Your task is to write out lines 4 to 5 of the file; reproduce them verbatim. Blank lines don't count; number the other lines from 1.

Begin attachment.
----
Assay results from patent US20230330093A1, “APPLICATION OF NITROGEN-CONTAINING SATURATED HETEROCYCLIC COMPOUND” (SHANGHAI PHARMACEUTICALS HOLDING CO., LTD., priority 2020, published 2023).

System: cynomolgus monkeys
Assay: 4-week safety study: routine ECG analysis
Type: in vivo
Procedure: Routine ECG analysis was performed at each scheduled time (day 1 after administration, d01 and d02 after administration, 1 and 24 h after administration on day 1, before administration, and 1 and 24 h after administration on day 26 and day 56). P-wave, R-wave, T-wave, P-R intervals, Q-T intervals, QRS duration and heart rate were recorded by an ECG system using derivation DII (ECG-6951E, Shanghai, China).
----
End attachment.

Type: in vivo
Procedure: Routine ECG analysis was performed at each scheduled time (day 1 after administration, d01 and d02 after administration, 1 and 24 h after administration on day 1, before administration, and 1 and 24 h after administration on day 26 and day 56). P-wave, R-wave, T-wave, P-R intervals, Q-T intervals, QRS duration and heart rate were recorded by an ECG system using derivation DII (ECG-6951E, Shanghai, China).